Developmental Language Disorder: What happens in the brain?

A new imaging method reveals previously undetected structural differences that may contribute to developmental language disorder.
  1. Faye Smith
  2. Timothy D Griffiths  Is a corresponding author
  1. School of Education, Communication and Language Sciences, Newcastle University, United Kingdom
  2. Biosciences Institute, Newcastle University, United Kingdom

Approximately 10% of children have problems understanding or using spoken language. Given the critical role that language has in engaging with society and learning at school, these problems have profound consequences for the individuals affected. Language difficulties can be associated with hearing loss, a general learning disability, or social disadvantages. However, children can still develop a language disorder in the absence of these factors, suggesting that differences in brain structure or function may play a role.

A variety of changes to the brain may cause a developmental language disorder (DLD). For example, it has been suggested that individuals with DLD have a general problem with processing complex sounds that change rapidly over time, including speech (Tallal et al., 1996). In this instance, we might expect a cause of DLD to reside in the auditory part of the brain. DLD may also specifically impact how speech sounds are processed or the brain’s ability to remember these sounds over a short period of time. If this is the case, the language centres on the left side of the brain or the communications between them would be expected to be abnormal. The severe grammatical difficulties experienced by children with DLD suggests that the language centre Broca’s area, which is involved in forming complex sentences, is likely to play a role in the disorder.

Deep structures in the centre of the brain known as the basal ganglia have also been implicated in DLD. The basal ganglia help us to acquire the motor skills needed to perform certain tasks, such as riding a bike or typing on a computer. This type of procedural learning is also required to learn sequences of heard or spoken speech sounds. Defects in this basal ganglia system have been the basis for theories that seek to explain the cause of DLD (Krishnan et al., 2016; Ullman et al., 2020).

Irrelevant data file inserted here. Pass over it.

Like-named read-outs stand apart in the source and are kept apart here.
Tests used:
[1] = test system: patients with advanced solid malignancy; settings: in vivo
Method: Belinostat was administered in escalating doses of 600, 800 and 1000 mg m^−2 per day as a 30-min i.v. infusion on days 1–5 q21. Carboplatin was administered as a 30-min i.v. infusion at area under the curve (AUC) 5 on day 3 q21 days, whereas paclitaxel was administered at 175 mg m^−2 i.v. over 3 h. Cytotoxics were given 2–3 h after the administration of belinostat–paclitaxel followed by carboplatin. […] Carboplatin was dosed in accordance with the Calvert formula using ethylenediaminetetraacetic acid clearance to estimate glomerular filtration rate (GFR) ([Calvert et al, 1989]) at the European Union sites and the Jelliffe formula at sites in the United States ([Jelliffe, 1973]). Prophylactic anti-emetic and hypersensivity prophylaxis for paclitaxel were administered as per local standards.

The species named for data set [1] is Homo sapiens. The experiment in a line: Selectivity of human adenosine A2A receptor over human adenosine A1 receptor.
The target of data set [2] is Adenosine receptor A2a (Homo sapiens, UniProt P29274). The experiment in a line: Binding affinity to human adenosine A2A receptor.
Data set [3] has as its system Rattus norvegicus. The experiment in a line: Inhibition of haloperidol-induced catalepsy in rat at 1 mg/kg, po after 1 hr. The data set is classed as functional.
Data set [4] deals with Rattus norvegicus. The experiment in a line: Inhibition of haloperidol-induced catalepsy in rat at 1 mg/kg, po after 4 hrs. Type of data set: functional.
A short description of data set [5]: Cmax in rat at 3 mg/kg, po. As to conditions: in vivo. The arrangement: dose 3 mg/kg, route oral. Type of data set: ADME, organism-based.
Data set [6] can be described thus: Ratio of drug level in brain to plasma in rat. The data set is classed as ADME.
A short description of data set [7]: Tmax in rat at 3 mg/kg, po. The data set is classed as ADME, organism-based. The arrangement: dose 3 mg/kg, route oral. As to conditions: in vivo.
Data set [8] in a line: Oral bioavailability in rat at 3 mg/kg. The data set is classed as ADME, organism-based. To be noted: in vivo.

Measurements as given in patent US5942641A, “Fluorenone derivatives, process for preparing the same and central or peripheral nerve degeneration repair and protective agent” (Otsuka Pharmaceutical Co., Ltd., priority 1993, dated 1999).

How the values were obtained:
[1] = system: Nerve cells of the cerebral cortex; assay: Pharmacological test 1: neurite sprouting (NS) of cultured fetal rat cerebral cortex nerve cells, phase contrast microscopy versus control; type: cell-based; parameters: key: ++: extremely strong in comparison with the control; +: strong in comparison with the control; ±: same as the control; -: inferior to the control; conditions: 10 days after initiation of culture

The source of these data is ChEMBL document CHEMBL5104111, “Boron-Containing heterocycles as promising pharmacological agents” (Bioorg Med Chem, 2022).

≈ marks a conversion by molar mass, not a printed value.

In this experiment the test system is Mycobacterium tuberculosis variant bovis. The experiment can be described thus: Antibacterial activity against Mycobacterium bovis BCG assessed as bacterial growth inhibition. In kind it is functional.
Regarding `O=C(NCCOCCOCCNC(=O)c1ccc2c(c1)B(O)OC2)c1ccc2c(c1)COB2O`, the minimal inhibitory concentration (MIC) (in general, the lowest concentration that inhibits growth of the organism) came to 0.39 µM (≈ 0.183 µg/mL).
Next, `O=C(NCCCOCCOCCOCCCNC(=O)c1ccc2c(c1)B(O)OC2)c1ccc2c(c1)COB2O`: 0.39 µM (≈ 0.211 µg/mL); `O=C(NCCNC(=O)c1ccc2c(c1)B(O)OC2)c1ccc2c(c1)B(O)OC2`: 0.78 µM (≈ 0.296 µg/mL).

Previous studies have used magnetic resonance imaging (MRI) to study the brain anatomy of children with DLD. While standard MRI scanning in hospitals can pick up the abnormal folding of the cerebral cortex seen in some cases of DLD (Guerreiro et al., 2002), it has not detected structural abnormalities predicted to occur in the language centres and basal ganglia of children with DLD. Now, in eLife, Saloni Krishnan from the University of Oxford and Royal Holloway, University of London and colleagues report how they used a new MRI technique to define neural differences in DLD (Krishnan et al., 2022).

A previous study based on structural scans of the brain revealed that children with DLD had less white matter (which transfers information between neural areas) on the left side of the brain between the motor and language areas (Jäncke et al., 2007). Later studies used an approach called diffusion tension imaging (DTI) to examine nerve fibre tracts in the left side of the brain. This revealed abnormal connections between the areas of the brain responsible for language (Lee et al., 2020a), as well as connections between these areas and the basal ganglia (Lee et al., 2020b).